Our last day in Puerto Princesa was our last island hopping in Palawan – a tour at Honda Bay, Puerto Princesa’s main islands.
We were up as early as 6am so we could set off at 7am. Our flight was at 4pm so we only had a few hours to make do of our last day.
To go to Honda Bay, we rode a tricycle with Kuya Allan and then booked a boat at the Brgy. Sta. Lourdes Tagbanua which is the jump off point for the Honda Bay tour. I rented my snorkel gear and we bought some bread to feed off fish.
We were only scheduled for 4 places because time was limited, still I was excited.
The first island we went to was Pandan Island – which was a gorgeous developed island with lots of huts and flagpoles and snorkeling as the main activity.
Pandan Island was also a family island. Even at the early island hopping hours of 8am, there were already a few boats around the island. We did get to solo the beach for some time though and do a bit of good snorkeling. In fact, the marine life here was very healthy and our tour guide, although not as friendly as Kuya Jake and Kulits, he was an amazing swimmer and he was able to bring us to the best parts for snorkeling.
After an hour or so on the island and taking some time to capture the island’s beauty with pictures, we headed off to our next island – Snake Island.
You see, I have this weakness for Snake Islands – not that it has anything to do with my phobia of snakes but since I saw that picture of Snake Island in El Nido which I wasn’t able to go to, I’ve been curious about these snake islands because there are so many islands in the Philippines named Snake island, so I’m kind of curious about the differences of these islands.
Anyway, at our arrival at Snake Island, I finally realized why they called it Snake Island.
The Snake Island in Honda Bay was a long stretch of beach curled to the shape of a snake from air view giving it its name “Snake Island.”
At first look, I thought I could walk all the way to the end of the island, I was even so confident just leaving the main area of Snake Island where our boatmen were preparing lunch for us.
The thing was, the February sun was so mean that we barely got halfway!
Okay, so it was really too long to actually walk and we got tired and it became too hot to handle. I was already beyond being sunburned, so why deprive myself of the opportunity of experiencing something new right?
All due to my major stupidness, I lost my slippers somewhere here and had to go barefoot the rest of the trip.
Snake Island curled at the end, and while we were walking, we found brackish waters at the curls of Snake Island, revealing why the beach was so clean (the mangrove tour explained that mangroves clean out all the garbage brought by the ocean, explaining why Sabang and Underground River have really clean beaches).
We walked back to the main area, ready for lunch. Our boatmen had over-prepared our lunch – there were only two of us, and the lunch they had made could’ve fit at least 4 people!
Anyway, I was full after eating and Ate Leidy headed off to do some snorkeling while I said I’d stay awhile to rest a bit.
I followed them to their snorkeling site about 15 minutes later. I was still full and it was making it really hard to swim over to them – they had already gone to the deep end – but I wasn’t really ready to give up my Palawan experiences just yet. Good thing though, because feeding fish at Snake Island was quite a lot of fun.
We left Snake Island just around 11 or 12, I think. Time was running as we had to be back by 1pm.
Our next destination was Starfish Island. I had read many great reviews about this island, but unfortunately ever since being bought off by the owner of Dos Palmas, it hasn’t been up to its old image lately. At our arrival there, there was only a few boats around and no official was around to take our entrance fees as stated in Tagbanua’s fee chart.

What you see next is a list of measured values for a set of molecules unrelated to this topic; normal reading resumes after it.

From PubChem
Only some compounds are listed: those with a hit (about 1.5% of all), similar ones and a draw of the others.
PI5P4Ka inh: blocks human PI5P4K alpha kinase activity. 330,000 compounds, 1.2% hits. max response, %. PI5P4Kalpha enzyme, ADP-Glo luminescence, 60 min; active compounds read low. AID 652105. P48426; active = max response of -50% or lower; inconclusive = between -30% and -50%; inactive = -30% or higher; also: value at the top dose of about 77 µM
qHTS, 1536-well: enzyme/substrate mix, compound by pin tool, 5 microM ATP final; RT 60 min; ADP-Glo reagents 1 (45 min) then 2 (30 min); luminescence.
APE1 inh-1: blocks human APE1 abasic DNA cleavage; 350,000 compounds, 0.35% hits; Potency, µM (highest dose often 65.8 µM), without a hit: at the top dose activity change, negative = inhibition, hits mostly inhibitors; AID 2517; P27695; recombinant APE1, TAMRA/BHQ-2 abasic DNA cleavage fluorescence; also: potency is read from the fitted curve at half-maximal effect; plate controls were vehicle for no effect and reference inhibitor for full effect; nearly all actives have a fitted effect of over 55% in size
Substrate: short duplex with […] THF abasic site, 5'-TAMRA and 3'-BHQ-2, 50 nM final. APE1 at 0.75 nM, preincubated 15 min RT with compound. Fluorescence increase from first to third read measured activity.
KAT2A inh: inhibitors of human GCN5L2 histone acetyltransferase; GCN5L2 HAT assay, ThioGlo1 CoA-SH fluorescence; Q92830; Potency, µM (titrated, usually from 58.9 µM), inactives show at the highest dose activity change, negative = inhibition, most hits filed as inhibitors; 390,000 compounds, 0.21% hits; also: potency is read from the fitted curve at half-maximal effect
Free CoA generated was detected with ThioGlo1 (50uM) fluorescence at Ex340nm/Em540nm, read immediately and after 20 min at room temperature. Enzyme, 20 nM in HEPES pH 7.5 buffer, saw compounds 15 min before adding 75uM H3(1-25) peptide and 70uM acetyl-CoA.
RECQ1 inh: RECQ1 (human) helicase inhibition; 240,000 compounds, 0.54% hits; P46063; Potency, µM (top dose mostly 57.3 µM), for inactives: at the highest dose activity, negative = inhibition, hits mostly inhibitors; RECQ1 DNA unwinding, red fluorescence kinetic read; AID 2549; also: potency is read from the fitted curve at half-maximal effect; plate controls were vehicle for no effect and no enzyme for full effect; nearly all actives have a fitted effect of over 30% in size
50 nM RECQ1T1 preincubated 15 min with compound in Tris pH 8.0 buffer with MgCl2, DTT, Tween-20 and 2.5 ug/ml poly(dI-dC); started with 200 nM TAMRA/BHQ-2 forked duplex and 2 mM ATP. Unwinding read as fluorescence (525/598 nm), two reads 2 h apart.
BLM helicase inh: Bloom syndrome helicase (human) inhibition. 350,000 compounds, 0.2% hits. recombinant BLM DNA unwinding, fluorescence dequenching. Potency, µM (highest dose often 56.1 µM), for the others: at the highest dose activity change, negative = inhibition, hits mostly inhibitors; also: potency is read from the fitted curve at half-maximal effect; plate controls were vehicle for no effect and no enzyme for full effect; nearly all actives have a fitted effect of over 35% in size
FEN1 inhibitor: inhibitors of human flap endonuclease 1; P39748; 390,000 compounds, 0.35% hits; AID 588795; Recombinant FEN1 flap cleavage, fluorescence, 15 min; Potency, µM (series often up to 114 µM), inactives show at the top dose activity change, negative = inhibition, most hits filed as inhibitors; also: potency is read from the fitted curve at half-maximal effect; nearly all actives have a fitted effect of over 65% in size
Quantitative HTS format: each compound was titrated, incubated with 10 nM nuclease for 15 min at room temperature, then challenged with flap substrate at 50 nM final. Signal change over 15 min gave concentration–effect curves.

Not an issue for us, we took some time to walk around the beach while our boatman dived around to get us some starfish. Unlike before, most starfish had to be dived around now, but the boatmen said that years back, starfish would be lying everywhere, even near the shores. The island also had some kind of developed accommodations and a famous landmark of some sort that was now nowhere to be found – unfortunately for us. But anyway, we enjoyed some time with the starfishes and got a chance to enjoy the beach one last time before heading off to our next area – which wasn’t an island but a snorkeling area.
Did I mention I have some sort of shark paranoia? I did, right? I don’t know where I get that, but I guess when you’re down there in the middle of the sea with creatures you’re not used to being with, you suddenly get paranoid about stuff. Or at least I did. I’m betting Pambato Coral Reef is nothing like the Tubbataha Reef which I am also listing on my soon to be destinations, but I enjoyed the tour. It was an hour tour around the reef, with fish and corals and different kinds of plant life that I was never aware of. It’s not that I didn’t enjoy it – in fact, I really did, I love the new experience and I imagine diving would feel the same, I guess my paranoia just gets the better of me and every time I don’t see what’s ahead of me in the waters, I start getting nervous and would swim back to our guide. Oh, and the current was kind of strong so I didn’t really want to release the life buoy in fear of being strung somewhere I shouldn’t be. I didn’t have my underwater cam then either so only Ate Leidy was able to get some photos.
After an hour of snorkeling, we headed back to Tagbanua port where Kuya Allan was waiting for us. I had hurt myself while climbing up from the boat so he lent me his slippers so I could walk off and buy new slippers at the souvenir store – thank you Kuya Allan!
We showered at the port (yes, they have showers there!), we headed back to Puerto Princesa City to pick up our luggage and head to the airport.
Goodbye Palawan! Goodbye Puerto Princesa!